Let's talk about adhesive tape that is touted to stick to plastic sheeting (polyethylene sheeting) that is commonly used in various industrial applications. The tape is designed to adhere to a variety of substrates, including metals, plastics, and other materials. However, in some cases, the tape may not stick well to polyethylene surfaces. There are several reasons why this could happen:
Low surface energy: Polyethylene has a relatively low surface energy, which means that it can be difficult for adhesives to bond to it. This can make it challenging for some tapes to adhere to polyethylene surfaces.
Surface contamination: If the surface of the polyethylene is contaminated with oils, dirt, or other substances, this can interfere with the ability of the tape adhesive to bond to the surface. Even small amounts of contamination can prevent the adhesive from forming a strong bond.
Incompatible adhesive chemistry: Certain fire retardant tape are designed to work with a range of substrates, but it may not be compatible with all types of polyethylene. If the tape adhesive chemistry is not compatible with the particular type of polyethylene used, it may not adhere well to the surface. When slip or other processing aids are used, they make the surface of the polyethylene more slippery, so it slides through the manufacturing equipment more easily, and can be run much faster. But it remains on the surface on a microscopic level, and makes it more difficult for tape to adhere well. By nature, the surface of the polyethylene is smooth and slippery, so many tapes do not adhere well, even when no processing aids are used.
Temperature and humidity: The environment in which the tape is applied can also affect its ability to bond to polyethylene. If the temperature or humidity is too high or too low, this can interfere with the curing process of the adhesive, which can prevent it from forming a strong bond. The temperature of the tape when applied also affects the adhesion level. Tape should be applied at room temperature if possible. The cooler the temperature, the lower the adhesion. How smooth the finish is for each production run varies depending on temperature and humidity in our manufacturing facility. The smoother the finish, the harder it is for the tape to adhere.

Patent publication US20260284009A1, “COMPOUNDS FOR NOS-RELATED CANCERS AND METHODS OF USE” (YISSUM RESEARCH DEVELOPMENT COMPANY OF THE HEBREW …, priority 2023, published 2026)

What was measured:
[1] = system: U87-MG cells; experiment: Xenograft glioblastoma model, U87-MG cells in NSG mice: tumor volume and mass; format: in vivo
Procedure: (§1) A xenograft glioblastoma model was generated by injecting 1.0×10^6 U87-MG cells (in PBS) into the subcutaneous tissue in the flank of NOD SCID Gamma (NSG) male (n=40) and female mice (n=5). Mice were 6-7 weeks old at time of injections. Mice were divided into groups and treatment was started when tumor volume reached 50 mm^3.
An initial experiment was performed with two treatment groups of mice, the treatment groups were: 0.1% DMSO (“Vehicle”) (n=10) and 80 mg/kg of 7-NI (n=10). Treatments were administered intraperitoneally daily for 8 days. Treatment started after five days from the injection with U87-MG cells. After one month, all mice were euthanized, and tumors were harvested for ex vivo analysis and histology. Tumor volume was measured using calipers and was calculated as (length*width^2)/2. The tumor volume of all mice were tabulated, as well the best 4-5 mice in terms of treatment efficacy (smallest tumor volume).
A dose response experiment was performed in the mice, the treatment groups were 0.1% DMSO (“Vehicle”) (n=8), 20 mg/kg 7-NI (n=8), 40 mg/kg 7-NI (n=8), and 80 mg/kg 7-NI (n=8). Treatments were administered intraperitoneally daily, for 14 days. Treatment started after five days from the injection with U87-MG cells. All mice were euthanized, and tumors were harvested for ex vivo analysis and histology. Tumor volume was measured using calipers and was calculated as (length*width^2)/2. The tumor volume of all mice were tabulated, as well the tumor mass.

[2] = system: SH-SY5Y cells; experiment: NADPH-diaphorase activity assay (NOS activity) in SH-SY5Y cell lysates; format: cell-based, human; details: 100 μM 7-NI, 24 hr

- Pressure during Installation: Tape is pressure sensitive. The more pressure used during installation, the higher the adhesion. And the adhesion increases as the adhesive wets out on the surfaces being bonded. The higher the initial pressure, the better the final bond.
- Density Range: The polyethylene has a density range. At the lowest end of the range it is less smooth than at the highest end of the range. This varies with every batch of resin, and every production run.
- The Solution: To improve the adhesion of certain tapes to polyethylene surfaces, it may be necessary to prepare the surface by cleaning it thoroughly and using a primer or other surface treatment to increase its surface energy. Additionally, selecting a different tape formulation or adhesive chemistry may be necessary if the tape is not compatible with the particular type of polyethylene being used.
As you can see, a number of factors may come into play as to why a tape is not sticking to polyethylene plastic sheeting.